Psoriasis – how to cope and what to expect

Psoriasis is one of the commonest skin complaints, affecting about 2% of the UK population.  It can start at any age, but usually develops in late teens or mid-life.

There has been a lot of progress in our understanding of psoriasis, for example, several genes have been discovered which are linked with the tendency to get psoriasis and explain why the complaint often runs in families. Other discoveries about the inflammatory processes taking place in psoriasis skin have led to new groups of drugs which can balance out these changes.

However, we do not yet have a cure, so treatment needs to be used long-term. The incurable and visible nature of psoriasis can make sufferers feel depressed and affects many aspects of their life, causing them to avoid physical contact, and restricting their choice of clothing and hobbies such as swimming. 

A scaly scalp is often the first sign of psoriasis, and sometimes, this is the most troublesome body area affected. Unlike dandruff, where fine, dry flakes are shed easily, scalp psoriasis causes a build up of thick layers of skin that stick together and bleed when scratched off.

Both complaints cause problems when wearing dark clothing, with noticeable skin flakes, which can cause embarrassment and affect self-esteem.

The build up of skin in scalp psoriasis also stops any applied medication from working properly as it acts as a barrier and prevents the medication getting into the skin.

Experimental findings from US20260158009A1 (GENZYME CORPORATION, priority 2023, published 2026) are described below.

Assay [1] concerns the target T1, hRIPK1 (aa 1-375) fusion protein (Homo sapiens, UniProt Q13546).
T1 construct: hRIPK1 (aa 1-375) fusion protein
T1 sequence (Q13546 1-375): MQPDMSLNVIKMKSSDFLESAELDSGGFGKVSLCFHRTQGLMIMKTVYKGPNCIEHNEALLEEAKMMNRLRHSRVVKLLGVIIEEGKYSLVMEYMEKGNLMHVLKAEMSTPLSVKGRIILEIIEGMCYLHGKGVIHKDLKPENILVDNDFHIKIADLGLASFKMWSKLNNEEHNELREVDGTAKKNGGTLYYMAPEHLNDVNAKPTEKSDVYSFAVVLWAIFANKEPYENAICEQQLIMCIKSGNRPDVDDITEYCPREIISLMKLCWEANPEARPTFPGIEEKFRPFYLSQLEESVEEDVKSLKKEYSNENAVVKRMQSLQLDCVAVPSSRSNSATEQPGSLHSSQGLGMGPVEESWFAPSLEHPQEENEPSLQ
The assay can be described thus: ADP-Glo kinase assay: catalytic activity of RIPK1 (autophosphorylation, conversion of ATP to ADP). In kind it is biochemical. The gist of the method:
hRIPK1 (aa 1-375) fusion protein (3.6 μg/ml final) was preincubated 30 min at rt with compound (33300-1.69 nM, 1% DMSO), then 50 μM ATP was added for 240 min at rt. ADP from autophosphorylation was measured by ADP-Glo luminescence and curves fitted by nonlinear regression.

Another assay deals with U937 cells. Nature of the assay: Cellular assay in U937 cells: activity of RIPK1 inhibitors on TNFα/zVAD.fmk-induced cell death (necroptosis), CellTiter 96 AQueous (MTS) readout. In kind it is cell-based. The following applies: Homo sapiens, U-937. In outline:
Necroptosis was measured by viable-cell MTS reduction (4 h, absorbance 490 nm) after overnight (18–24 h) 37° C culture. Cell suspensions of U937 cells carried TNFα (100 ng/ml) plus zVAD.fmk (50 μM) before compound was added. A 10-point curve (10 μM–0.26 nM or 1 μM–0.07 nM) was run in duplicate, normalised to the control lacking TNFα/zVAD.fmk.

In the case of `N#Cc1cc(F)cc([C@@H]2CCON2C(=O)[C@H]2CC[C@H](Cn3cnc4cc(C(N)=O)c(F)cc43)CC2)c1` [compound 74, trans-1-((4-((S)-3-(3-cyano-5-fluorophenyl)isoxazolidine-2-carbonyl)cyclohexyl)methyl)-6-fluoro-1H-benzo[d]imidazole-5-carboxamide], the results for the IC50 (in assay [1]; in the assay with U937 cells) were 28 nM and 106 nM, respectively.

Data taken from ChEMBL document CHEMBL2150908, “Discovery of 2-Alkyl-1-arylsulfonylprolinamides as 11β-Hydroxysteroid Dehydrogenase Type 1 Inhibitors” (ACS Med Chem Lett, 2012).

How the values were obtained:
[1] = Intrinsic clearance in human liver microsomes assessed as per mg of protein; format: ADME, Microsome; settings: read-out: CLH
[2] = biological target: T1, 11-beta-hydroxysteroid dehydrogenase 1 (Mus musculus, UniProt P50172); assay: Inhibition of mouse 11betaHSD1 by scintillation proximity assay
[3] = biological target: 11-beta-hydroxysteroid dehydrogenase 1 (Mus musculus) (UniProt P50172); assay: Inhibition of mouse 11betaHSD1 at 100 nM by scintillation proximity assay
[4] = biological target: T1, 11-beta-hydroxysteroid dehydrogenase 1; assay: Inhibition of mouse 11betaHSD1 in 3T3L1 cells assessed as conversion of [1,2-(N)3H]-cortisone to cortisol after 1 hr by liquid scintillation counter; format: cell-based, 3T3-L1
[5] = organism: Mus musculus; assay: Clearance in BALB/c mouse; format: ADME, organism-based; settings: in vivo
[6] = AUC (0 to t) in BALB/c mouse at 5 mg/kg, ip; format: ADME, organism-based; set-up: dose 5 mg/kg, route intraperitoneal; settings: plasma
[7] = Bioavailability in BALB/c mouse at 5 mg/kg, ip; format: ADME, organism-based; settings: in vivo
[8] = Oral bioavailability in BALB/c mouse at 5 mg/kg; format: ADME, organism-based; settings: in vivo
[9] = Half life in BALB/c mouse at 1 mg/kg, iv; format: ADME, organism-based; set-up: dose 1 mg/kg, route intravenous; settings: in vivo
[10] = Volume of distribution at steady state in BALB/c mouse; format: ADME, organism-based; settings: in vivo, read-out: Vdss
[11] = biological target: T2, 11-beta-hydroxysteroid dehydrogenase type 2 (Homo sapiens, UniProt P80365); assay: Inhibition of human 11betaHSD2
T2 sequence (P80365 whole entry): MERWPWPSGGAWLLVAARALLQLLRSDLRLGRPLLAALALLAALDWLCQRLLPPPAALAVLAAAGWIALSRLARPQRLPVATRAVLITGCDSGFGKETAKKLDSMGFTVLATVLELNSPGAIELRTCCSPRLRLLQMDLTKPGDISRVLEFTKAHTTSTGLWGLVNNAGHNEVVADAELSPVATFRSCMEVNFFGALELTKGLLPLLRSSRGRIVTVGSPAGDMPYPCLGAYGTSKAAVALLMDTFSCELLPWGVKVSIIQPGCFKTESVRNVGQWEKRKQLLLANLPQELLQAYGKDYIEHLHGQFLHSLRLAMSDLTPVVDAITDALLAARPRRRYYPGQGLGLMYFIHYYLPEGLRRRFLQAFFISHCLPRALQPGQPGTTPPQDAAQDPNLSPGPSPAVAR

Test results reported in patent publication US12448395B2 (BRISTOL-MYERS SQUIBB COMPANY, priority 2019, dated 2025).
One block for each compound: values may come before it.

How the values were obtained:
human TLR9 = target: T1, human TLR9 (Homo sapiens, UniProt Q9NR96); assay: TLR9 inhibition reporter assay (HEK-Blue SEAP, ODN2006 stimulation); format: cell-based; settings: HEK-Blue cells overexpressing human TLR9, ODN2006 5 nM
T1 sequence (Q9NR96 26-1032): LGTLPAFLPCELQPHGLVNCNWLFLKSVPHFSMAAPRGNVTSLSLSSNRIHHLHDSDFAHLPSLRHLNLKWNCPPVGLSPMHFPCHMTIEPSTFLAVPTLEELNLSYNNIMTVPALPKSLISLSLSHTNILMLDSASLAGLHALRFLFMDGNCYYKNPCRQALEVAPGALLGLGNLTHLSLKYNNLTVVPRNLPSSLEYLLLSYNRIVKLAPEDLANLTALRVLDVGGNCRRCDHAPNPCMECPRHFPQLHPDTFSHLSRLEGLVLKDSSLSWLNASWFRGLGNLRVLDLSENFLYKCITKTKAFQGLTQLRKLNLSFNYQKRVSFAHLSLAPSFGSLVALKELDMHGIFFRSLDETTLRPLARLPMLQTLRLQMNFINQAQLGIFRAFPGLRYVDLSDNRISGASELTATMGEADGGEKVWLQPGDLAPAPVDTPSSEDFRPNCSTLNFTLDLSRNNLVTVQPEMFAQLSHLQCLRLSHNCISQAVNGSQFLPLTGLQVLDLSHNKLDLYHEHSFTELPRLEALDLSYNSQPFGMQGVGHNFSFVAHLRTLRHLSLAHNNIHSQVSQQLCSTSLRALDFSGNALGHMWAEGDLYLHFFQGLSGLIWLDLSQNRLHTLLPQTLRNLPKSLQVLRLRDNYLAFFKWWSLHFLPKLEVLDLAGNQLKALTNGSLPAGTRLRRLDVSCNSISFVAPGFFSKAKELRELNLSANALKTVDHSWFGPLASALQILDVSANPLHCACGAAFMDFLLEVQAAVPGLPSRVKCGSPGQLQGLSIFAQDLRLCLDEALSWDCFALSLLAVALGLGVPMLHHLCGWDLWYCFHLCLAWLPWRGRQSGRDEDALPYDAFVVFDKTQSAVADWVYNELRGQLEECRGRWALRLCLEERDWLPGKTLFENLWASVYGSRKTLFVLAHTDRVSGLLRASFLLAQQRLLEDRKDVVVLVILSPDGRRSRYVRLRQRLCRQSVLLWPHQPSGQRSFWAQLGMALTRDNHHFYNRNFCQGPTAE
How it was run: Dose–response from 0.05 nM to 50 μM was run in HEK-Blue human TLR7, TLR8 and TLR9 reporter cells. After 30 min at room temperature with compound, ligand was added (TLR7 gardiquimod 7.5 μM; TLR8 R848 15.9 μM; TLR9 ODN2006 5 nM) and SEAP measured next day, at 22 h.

A descaling treatment is needed to loosen and lift the thickened skin, allowing it to be washed away when the hair is shampooed. By using a descaling treatment regularly, the scalp can be kept comfortable, flaking reduced, and prescribed scalp lotions will work more effectively in controlling the psoriasis.

This can avoid the need to use stronger drugs, which in turn have potentially serious side effects.

Psychological impact

Psychological studies have shown that psoriasis sufferers can feel a heightened sense of shame or even disgust, and tend to judge themselves harshly. 

Supportive friends and family can help psoriasis sufferers cope more easily with their skin problem.

Offering a non-judgmental sympathetic ear is something that a friend or family member can aim to do, and not staring or making tactless comments is a good starting point for strangers. Psoriasis is not contagious and can’t be caught.

It helps if sufferers and their families have a positive yet realistic outlook, as in my experience those who are in endless quest for a miracle cure get frustrated and disappointed. That said, for people with very severe psoriasis, newer biological drugs are offering the possibility of almost clearing psoriasis as long as treatment is continued.

From a general health point of view, it is important for psoriasis sufferers to lead a healthy lifestyle – avoiding getting overweight, smoking and alcohol excess.

For generic advice about how to cope with a disfiguring complaint/visual skin complaint, it might be helpful to look up Changing Faces or the Psoriasis Alliance.

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